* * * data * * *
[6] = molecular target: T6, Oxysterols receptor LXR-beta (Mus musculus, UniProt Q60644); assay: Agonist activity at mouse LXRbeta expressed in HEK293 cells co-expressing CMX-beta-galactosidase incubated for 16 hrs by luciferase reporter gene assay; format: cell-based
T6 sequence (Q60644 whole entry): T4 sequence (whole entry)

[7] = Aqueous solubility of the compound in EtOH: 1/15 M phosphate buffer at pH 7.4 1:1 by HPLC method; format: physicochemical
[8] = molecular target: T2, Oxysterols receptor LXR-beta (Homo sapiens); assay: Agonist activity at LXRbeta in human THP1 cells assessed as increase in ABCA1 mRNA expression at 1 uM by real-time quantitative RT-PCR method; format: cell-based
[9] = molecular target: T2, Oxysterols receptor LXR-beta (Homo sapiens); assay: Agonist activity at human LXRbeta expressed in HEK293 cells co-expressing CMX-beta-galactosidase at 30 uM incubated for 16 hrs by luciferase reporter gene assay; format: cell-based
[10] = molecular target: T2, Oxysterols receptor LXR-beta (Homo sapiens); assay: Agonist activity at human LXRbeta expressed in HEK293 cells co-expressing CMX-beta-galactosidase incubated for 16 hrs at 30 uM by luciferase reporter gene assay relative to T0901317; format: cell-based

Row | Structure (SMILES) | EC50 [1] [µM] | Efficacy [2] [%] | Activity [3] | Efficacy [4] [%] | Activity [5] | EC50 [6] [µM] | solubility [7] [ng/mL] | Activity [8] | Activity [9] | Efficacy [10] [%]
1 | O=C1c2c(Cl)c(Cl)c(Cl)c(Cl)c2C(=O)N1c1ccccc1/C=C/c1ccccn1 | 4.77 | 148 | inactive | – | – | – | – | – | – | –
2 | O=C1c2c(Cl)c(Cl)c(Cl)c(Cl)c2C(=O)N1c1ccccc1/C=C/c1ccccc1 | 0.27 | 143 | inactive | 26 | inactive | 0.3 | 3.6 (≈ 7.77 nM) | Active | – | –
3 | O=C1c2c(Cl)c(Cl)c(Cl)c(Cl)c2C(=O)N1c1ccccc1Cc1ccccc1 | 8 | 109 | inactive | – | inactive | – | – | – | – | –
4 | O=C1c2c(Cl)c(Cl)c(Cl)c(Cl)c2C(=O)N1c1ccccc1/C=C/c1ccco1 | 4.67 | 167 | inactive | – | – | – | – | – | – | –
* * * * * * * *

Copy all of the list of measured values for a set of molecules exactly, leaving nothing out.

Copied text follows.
[6] = molecular target: T6, Oxysterols receptor LXR-beta (Mus musculus, UniProt Q60644); assay: Agonist activity at mouse LXRbeta expressed in HEK293 cells co-expressing CMX-beta-galactosidase incubated for 16 hrs by luciferase reporter gene assay; format: cell-based
T6 sequence (Q60644 whole entry): T4 sequence (whole entry)

[7] = Aqueous solubility of the compound in EtOH: 1/15 M phosphate buffer at pH 7.4 1:1 by HPLC method; format: physicochemical
[8] = molecular target: T2, Oxysterols receptor LXR-beta (Homo sapiens); assay: Agonist activity at LXRbeta in human THP1 cells assessed as increase in ABCA1 mRNA expression at 1 uM by real-time quantitative RT-PCR method; format: cell-based
[9] = molecular target: T2, Oxysterols receptor LXR-beta (Homo sapiens); assay: Agonist activity at human LXRbeta expressed in HEK293 cells co-expressing CMX-beta-galactosidase at 30 uM incubated for 16 hrs by luciferase reporter gene assay; format: cell-based
[10] = molecular target: T2, Oxysterols receptor LXR-beta (Homo sapiens); assay: Agonist activity at human LXRbeta expressed in HEK293 cells co-expressing CMX-beta-galactosidase incubated for 16 hrs at 30 uM by luciferase reporter gene assay relative to T0901317; format: cell-based

Row | Structure (SMILES) | EC50 [1] [µM] | Efficacy [2] [%] | Activity [3] | Efficacy [4] [%] | Activity [5] | EC50 [6] [µM] | solubility [7] [ng/mL] | Activity [8] | Activity [9] | Efficacy [10] [%]
1 | O=C1c2c(Cl)c(Cl)c(Cl)c(Cl)c2C(=O)N1c1ccccc1/C=C/c1ccccn1 | 4.77 | 148 | inactive | – | – | – | – | – | – | –
2 | O=C1c2c(Cl)c(Cl)c(Cl)c(Cl)c2C(=O)N1c1ccccc1/C=C/c1ccccc1 | 0.27 | 143 | inactive | 26 | inactive | 0.3 | 3.6 (≈ 7.77 nM) | Active | – | –
3 | O=C1c2c(Cl)c(Cl)c(Cl)c(Cl)c2C(=O)N1c1ccccc1Cc1ccccc1 | 8 | 109 | inactive | – | inactive | – | – | – | – | –
4 | O=C1c2c(Cl)c(Cl)c(Cl)c(Cl)c2C(=O)N1c1ccccc1/C=C/c1ccco1 | 4.67 | 167 | inactive | – | – | – | – | – | – | –